Sometimes there's quite an extensive time period between the first and second collectors coming after someone.

I think there's a statute of limitations on debt collection but don't remember what it is w/o checking the FDCPA.

I'm glad your research paid off and it was just a delay in reimbursement. I've experienced something like that a few times, or especially when someone codes improperly and the bill is rejected, and must be rebilled with the proper codes.

And then there's Medicare, with its convoluted and unfathomable reasons for rejecting legitimate procedures.

That's one job I don't think I could handle - all that Medicare coding is so specific, and sometimes barely understandable.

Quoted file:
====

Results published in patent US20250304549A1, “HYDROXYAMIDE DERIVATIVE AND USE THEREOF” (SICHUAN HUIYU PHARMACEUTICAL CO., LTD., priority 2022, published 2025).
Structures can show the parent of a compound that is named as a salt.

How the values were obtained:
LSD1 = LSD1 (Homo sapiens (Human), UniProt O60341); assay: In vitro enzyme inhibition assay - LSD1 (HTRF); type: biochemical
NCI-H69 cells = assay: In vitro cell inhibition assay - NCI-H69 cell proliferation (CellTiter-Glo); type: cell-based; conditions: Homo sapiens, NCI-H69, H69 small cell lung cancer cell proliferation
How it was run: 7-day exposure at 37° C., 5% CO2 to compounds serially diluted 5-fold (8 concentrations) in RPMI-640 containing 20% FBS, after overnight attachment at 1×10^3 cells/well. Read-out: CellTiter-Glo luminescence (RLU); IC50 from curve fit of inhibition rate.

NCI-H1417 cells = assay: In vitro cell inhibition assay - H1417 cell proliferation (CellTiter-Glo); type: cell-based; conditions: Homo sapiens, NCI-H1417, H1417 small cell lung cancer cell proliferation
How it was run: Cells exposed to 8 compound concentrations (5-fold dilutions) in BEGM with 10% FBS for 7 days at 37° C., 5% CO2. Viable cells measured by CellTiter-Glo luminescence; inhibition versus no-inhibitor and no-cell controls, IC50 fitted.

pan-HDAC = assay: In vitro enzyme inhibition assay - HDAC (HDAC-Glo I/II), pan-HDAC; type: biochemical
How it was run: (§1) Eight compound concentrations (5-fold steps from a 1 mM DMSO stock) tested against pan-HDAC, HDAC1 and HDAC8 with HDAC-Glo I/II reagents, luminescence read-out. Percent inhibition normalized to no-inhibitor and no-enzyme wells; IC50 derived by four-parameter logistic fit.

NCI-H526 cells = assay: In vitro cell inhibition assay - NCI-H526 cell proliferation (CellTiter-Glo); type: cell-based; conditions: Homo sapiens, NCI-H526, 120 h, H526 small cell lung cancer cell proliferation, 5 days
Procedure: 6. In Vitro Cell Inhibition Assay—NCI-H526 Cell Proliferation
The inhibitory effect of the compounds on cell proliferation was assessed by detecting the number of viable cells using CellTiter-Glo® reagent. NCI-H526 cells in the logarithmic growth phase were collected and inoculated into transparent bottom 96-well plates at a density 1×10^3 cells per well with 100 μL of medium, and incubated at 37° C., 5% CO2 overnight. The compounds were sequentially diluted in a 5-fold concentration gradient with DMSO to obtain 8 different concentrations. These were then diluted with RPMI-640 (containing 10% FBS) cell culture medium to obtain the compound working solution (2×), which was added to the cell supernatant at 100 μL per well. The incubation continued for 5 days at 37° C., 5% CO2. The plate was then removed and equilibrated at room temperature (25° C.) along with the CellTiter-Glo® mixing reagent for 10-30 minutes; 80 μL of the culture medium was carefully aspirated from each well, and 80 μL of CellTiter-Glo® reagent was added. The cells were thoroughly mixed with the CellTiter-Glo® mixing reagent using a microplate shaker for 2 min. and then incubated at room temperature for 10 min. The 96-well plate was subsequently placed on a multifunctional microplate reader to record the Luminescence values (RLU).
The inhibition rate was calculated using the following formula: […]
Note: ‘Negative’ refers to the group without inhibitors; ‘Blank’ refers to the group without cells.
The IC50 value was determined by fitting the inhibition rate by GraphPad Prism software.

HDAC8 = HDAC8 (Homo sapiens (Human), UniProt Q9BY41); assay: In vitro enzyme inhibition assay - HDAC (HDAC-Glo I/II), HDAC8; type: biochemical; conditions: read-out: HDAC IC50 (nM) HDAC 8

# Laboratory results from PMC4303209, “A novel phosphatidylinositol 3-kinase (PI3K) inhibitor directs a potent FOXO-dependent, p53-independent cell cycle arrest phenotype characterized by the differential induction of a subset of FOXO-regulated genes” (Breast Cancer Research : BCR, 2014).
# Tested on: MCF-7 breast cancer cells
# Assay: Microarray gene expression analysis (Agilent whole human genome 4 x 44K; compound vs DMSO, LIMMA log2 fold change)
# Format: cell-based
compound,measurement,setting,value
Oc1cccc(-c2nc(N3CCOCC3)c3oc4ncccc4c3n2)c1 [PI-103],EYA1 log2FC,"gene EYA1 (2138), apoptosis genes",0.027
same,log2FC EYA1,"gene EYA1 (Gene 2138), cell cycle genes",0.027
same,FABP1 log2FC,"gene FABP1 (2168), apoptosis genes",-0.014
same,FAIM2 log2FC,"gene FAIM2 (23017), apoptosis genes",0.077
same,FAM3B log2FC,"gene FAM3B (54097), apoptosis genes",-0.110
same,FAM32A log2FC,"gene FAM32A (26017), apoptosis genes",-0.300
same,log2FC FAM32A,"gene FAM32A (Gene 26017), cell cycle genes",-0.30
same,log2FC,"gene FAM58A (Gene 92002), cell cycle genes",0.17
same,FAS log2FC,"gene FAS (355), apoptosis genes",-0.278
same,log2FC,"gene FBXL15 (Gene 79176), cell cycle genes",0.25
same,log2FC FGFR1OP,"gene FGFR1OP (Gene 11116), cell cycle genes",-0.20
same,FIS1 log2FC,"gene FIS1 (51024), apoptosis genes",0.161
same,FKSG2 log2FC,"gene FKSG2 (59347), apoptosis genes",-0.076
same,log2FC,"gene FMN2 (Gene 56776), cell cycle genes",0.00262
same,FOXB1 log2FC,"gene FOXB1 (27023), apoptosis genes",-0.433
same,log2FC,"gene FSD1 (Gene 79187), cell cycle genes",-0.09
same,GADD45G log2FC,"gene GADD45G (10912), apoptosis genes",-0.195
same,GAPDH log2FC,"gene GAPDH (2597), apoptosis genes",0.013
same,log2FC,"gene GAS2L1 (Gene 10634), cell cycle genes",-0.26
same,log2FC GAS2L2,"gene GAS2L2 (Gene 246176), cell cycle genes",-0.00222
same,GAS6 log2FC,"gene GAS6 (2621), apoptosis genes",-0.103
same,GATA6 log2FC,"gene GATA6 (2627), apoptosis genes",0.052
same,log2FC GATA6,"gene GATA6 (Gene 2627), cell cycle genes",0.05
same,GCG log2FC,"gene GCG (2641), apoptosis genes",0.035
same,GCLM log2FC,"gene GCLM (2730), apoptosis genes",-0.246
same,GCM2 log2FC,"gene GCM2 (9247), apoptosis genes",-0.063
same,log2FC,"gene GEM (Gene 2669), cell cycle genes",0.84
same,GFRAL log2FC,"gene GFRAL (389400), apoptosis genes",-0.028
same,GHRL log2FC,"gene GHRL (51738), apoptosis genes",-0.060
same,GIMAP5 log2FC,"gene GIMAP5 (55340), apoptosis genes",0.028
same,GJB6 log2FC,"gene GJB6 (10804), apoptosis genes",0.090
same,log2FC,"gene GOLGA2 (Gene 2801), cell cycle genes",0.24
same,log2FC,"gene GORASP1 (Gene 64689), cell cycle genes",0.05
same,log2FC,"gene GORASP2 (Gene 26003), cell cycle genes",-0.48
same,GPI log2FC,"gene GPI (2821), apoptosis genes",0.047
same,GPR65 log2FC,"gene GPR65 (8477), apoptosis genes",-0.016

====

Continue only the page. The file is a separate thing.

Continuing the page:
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JuliaLibrary,
Do you think the bill is valid?
Or covered by insurance?
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Excellent answer, GA,
And have read the referenced post, also good answers there!

It is a peeve of mine when someone like the nursing home billing makes such an error, failing to follow up with the facts, then drops this puzzle on unsuspecting persons, forcing them to research what they could have done prior if they were doing their job right!
I recently received a bill, called them up, and they said, what bill, how did you get that bill? It turned out the insurance had not yet paid when reception gave dH a receipt for his co-pay by copying the ledger. Nerves get raw. But we didn't owe anything.
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Not to contradict anyone else's advice, but you ABSOLUTELY must follow the Fair Debt Collections Practices Act. It establishes a variety of actions for responding to debts, including doing so in writing.